She has influenced numerous other researchers, and her key works are considered classics in the field. For her work in the area of searching tactics, she received the Best JASIS Paper Award in 1980. After that award, she continued her research and publication in the areas of information seeking, searching and user-centered design of information retrieval systems.
Among her more recent works cited by the award jury members is her participation in the Getty Online Searching Project. In this work, she has focused attention on the information-seeking behavior of humanists in an electronic environment. Humanists have been less frequently studied than scientists, and her work has identified some unique aspects of their information-seeking behavior when contrasted to that of scientists. One of the jurors remarked, ". . . it has forced a re-examination of the way in which information systems are designed for their client groups." A supporting letter noted that "this study represents a landmark."
The ASIS Research Award has been presented only eight previous times.
James Cretsos Leadership Award
The James Cretsos Leadership Award recognizes a new ASIS member who has demonstrated outstanding leadership qualities in professional ASIS activities. Named for James Cretsos, 1979 ASIS president and continuing contributor to the Society, the 1998 award goes to Michael Leach, librarian in the Harvard University Physics Research Library.
Since joining ASIS in 1995, Mike has been a driving force behind a whole array of chapter initiatives and has been at the helm of many national efforts. He began his ASIS leadership efforts by planning chapter events and moved rapidly to chapter board responsibilities and on to chairing a SIG and teaching CE courses at ASIS Annual Meetings and for the chapter. Throughout the period of increasing national responsibility, Mike has maintained his active local role.
Among the many activities cited in comments in support of Mike's candidacy for the award are the following:
mentors students and helps energize the connection between the chapter and student chapter;
recruits local members to speak at local programs, initiating them to national conference attendance;
has contagious energy and enthusiasm;
thinks into the future about what skills we need, learns these himself and then shares them with others;
gets people involved and utilizes their strengths to meet their professional growth needs; and
exemplifies ASIS leadership.
Best JASIS Paper Award
Howard D. White and Katherine W. McCain, both at Drexel University, are the winners of the 1998 Best JASIS Paper Award, recognizing the best paper published in the Journal of the American Society for Information Science, evaluated on the basis of professional merit, contributions to the field and presentation quality.
Their article, "Visualizing a Discipline: An Author Co-Citation Analysis of Information Science," appeared in JASIS volume 49, issue 4.
ISI Citation Analysis Research Grant
The ISI/ASIS Citation Analysis Research Grant supports either research proposals or research underway that is based on citation analysis. The 1998 recipient of the grant is David Dubin of the University of Illinois at Urbana-Campaign for his proposal, "Evaluation of Document Clustering Tendency: Citation-Based Clusters for Validation Studies."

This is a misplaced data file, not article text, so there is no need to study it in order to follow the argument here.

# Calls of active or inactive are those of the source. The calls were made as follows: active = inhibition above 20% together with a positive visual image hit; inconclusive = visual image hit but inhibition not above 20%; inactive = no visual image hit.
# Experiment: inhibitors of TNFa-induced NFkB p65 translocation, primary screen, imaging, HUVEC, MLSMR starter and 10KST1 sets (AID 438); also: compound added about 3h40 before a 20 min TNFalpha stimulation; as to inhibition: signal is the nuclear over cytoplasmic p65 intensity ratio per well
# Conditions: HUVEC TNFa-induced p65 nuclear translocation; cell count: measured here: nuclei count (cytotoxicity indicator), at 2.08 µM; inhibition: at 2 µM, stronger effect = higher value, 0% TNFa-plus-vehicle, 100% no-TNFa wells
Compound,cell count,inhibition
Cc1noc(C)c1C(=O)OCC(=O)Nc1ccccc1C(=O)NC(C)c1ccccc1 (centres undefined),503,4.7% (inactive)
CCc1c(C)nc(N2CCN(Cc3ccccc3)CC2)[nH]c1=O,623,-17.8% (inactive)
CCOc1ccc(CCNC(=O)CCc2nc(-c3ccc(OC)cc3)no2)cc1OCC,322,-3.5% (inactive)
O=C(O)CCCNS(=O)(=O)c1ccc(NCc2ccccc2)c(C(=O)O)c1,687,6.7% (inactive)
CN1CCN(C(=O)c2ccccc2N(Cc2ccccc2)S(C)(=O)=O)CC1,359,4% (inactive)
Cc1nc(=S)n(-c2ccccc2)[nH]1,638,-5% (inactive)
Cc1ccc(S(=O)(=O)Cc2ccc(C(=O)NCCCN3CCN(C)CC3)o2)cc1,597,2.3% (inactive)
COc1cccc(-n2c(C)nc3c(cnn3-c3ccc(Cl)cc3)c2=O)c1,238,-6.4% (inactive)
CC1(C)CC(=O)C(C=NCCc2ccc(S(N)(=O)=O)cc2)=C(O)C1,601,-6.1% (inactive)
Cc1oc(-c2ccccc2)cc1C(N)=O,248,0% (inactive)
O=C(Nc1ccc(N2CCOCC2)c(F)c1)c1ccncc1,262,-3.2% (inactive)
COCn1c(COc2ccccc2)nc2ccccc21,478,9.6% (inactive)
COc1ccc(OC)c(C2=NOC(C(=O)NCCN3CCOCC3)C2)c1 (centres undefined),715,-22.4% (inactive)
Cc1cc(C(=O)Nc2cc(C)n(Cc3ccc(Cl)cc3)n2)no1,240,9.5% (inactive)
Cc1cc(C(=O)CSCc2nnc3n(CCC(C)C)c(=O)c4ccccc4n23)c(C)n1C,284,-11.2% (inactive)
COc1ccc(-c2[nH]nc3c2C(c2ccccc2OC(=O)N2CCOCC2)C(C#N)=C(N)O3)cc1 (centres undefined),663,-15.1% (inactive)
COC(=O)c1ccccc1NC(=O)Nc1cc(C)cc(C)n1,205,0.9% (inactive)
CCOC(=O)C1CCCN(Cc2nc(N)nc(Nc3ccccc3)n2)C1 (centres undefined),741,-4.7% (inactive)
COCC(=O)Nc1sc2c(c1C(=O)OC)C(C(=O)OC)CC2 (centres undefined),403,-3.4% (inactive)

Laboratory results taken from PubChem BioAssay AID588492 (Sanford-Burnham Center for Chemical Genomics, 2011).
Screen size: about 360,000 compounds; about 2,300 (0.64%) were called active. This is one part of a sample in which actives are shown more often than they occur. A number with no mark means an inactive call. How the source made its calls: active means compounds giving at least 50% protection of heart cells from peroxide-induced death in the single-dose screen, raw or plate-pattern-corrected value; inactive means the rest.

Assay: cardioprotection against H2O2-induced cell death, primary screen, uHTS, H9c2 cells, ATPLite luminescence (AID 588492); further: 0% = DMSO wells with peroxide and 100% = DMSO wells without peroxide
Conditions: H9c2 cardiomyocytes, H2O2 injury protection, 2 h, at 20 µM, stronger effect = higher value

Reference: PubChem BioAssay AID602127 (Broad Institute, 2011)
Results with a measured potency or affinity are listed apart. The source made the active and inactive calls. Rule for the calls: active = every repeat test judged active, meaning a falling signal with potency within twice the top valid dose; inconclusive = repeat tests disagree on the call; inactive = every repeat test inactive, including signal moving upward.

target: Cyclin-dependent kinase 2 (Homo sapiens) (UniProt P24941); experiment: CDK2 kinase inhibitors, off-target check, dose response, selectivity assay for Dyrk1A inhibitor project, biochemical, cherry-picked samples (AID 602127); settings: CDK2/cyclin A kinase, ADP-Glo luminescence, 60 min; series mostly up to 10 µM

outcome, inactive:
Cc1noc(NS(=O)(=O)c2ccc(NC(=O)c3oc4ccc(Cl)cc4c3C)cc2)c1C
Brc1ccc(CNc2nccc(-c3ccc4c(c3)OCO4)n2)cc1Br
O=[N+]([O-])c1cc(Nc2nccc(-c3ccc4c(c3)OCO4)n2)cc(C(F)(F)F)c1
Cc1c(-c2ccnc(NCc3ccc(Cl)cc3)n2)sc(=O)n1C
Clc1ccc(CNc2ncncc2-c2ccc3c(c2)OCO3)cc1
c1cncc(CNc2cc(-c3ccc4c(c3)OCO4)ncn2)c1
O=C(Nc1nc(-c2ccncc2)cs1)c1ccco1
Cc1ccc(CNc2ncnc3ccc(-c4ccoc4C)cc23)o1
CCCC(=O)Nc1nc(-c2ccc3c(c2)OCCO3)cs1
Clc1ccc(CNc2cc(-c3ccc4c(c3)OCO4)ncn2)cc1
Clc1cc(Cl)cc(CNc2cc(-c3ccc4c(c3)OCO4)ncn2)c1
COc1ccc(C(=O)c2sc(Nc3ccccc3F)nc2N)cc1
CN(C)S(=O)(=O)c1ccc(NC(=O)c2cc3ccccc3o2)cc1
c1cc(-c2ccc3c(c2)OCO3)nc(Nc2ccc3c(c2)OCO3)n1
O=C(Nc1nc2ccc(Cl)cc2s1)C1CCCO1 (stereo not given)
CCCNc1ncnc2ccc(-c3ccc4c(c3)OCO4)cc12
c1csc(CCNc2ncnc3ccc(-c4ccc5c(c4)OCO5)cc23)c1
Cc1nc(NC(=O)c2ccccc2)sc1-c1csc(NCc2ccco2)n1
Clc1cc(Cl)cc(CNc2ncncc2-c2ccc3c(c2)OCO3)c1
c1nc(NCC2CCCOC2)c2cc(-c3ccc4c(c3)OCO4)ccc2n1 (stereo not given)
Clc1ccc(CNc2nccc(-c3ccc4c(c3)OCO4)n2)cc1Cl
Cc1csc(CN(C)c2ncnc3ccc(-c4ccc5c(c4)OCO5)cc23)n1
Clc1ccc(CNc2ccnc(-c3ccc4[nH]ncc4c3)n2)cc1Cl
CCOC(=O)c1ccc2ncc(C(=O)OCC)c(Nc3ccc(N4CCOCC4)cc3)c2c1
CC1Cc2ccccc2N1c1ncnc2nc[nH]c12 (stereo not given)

Dr. Dubin wrote of the proposed outcomes of his project:
"This research will contribute a better understanding of clustering in bibliographic data and of the measures by which clustering tendency can be assessed and measured. This understanding will aid and support the use of clustering algorithms in the design and deployment of information retrieval systems."
ISI Outstanding Information Science Teacher Award
The ISI Outstanding Information Science Teacher Award recognizes an individual who has demonstrated sustained excellence in teaching information science. The jury considers, among other criteria, innovative and imaginative use of teaching materials and methods and impact on students, colleagues, administrators and others.
The 1998 Outstanding Information Science Teacher Award is presented to Elisabeth "Beth" Logan, associate dean and associate professor at the School of Information Studies at Florida State University (FSU). Beth teaches in the areas of information science research, bibliometrics and various aspects of information retrieval systems design and use. She holds information science degrees from Case Western Reserve University.
Beth's approach to teaching is student-centered, with an emphasis on informed problem-solving. As one example of innovation, Beth offered a course on "Electronic Information Sources and Services" using only the Internet. Students were requested not to attend class or meet with the instructor face-to-face. Analysis of this experience (including student feedback) was used to enhance future Web-based course delivery.
Letters in support of Beth's nomination point to those characteristics which make for memorable teachers: imagination, energy and enthusiasm; an ability to convey excitement about a topic; and a capacity always to find time for a student needing help or advice. Doctoral students describe her as a mentor and a guiding light. Faculty colleagues speak of her teaching effectiveness and her commitment to the profession. She consistently receives excellent assessments in course evaluations, and earned the School's Student Appreciation award in 1996.
Best Information Science Book Award
The Best Information Science Book Award is given annually to the author(s) and publisher of an outstanding book relevant to information science, including all communications activities and information science and technology fields defined in the purpose of ASIS.
The winner of the 1998 Best Information Science Book Award is Robert Korfhage, professor in the Information Science Program at the University of Pittsburgh, for his book Information Storage and Retrieval, published by Wiley Computer Publications.